What is remarkable about the differences between a natural den and a man-made whelping box is that it just may explain why all puppies are born with normal hips but then develop dysplasia afterwards, and why wild canines do not suffer from hip dysplasia. Could it be the damage happens sometime after birth and in a man-made environment?

Bottom Line – 

We humans have taken puppies out of the natural environment they were designed for, we have fed them the wrong diet, and forced them to live an unnatural life style. Puppies and dogs are creatures that naturally live primarily outside and have free choice exercise and plenty of room to play. Puppies were designed to eat a primarily a raw meat,bone and organ diet based on animal proteins and fats with no carbohydrates. As puppies grow in a natural way, you will see them play and interact with their litter mates and family members of all ages getting all the exercise and physical training they need. Puppies and dogs are social creatures and they will interact with their family, other dogs, humans, and other animals not of their species. Puppies and dogs will run and play until their tongues hang out and they are exhausted, lie down, rest, eat, drink, and get up and move – run or play some more. Most of the time they rest, guard and sleep ( 16 hours a day or more ). Again, we take puppies out of the environment they need with other dogs and litter mates at 8 weeks of age and in many cases, feed them a processed, grain and vegetable based diet they are not able to digest or assimilate, while forcing them to live like prison inmates in a small yard, pen, kennel or human house. The exercise that most puppies and dogs get is not the type that the puppies and dogs need, it is not of sufficient quantity, and it is not of the correct type or quality. However, when born and reared in the proper environment, as naturally as possible, fed an appropriate and species correct diet; very few dogs will develop CHD.

HD was created in many breeds of dog because the dogs were bred and selected based on appearance and not on healthy, natural function. The dogs often did not need to use their legs in the way a dog is supposed to in a natural environment thus dogs with HD were allowed to reproduce because of appearance before they became lame at older ages. Conventional rearing breeders are selecting for dogs that can tolerate a processed grain and vegetable based diet, poor exercise options, living in close contact with humans, and a poor habitat for dogs. Is it any wonder that so many dogs are suffering dis-eases and maladies which they should not  have ever been afflicted with?? Human stupidity and meddling have created the problems for dogs and their health.  More human, synthetically based medicine, foods, and the manipulation of dog genetics are only continuing to make the problems worse .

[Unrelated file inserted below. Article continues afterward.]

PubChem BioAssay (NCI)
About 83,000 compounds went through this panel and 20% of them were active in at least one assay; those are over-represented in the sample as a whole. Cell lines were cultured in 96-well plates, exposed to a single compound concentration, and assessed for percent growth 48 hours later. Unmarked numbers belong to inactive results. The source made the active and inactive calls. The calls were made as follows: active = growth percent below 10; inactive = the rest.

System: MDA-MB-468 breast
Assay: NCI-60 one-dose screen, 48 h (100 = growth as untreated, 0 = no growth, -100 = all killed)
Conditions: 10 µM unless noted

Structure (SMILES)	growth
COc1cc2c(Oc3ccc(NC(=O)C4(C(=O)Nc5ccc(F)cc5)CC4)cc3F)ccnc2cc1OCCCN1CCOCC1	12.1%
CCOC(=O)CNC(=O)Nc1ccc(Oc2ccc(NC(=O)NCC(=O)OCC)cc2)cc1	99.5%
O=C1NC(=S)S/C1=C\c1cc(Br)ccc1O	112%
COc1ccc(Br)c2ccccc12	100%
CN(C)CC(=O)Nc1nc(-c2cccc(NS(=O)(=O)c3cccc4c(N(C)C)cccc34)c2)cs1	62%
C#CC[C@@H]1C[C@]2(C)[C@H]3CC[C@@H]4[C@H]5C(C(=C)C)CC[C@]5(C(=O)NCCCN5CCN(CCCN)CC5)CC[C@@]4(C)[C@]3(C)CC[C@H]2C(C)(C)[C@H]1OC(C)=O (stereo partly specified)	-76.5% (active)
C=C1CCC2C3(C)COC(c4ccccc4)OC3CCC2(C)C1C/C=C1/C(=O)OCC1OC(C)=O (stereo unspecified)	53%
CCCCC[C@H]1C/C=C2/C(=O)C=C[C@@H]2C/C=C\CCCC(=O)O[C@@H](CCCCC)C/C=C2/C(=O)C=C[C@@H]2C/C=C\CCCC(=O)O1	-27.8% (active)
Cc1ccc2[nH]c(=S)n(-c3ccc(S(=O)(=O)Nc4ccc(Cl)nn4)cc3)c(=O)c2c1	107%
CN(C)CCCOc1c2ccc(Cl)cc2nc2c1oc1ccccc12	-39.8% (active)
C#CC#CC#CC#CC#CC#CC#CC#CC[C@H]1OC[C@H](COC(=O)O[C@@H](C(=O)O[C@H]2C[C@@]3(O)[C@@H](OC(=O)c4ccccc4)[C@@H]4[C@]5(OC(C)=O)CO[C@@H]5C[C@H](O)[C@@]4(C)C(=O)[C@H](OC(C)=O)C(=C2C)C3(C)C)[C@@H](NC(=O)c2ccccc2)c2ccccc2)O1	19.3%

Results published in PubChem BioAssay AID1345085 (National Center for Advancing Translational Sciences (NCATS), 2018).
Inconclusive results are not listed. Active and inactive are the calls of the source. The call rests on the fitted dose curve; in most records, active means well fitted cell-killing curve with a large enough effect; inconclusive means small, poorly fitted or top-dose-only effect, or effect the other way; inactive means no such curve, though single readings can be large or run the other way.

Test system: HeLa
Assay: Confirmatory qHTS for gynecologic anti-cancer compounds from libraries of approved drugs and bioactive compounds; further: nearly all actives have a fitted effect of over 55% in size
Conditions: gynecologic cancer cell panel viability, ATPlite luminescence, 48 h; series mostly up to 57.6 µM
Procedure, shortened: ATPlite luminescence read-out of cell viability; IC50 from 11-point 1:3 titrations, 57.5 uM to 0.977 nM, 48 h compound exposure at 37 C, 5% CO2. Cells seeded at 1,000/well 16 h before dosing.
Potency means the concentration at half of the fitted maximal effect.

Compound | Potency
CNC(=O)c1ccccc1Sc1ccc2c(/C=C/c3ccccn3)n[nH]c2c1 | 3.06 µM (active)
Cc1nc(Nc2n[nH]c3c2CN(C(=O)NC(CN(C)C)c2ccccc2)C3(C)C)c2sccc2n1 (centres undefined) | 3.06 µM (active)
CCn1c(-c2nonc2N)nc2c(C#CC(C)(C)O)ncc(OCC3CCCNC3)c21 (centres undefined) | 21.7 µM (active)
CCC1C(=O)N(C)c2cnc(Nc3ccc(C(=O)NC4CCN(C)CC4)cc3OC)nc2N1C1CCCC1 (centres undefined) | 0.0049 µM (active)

If you want strong healthy dogs, give them what they need and not what we might think would be best for humans.   As true natural rearing breeders, let’s honor the dog for what it is, let’s be here for them and honor them by offering what best suits THEIR needs.

 

 

https://www.researchgate.net/publication/17235762_Hip_Dysplasia_Coxofemoral_Abnormalities_in_Neonatal_German_Shepherd_Dogs

http://www.ncbi.nlm.nih.gov/pubmed/5949552

http://www.pedigreedatabase.com

1 Comment

  1. Makes sense to me. The appropriate size crate is a perfect place for the litter for the first 2.5 weeks then I add an exercise pen configured to a corner of the living room so mom can get out to eat and drink and other dogs can’t bug her in her private apartment. It has always worked for our Shibas because they are fastidiously clean dogs.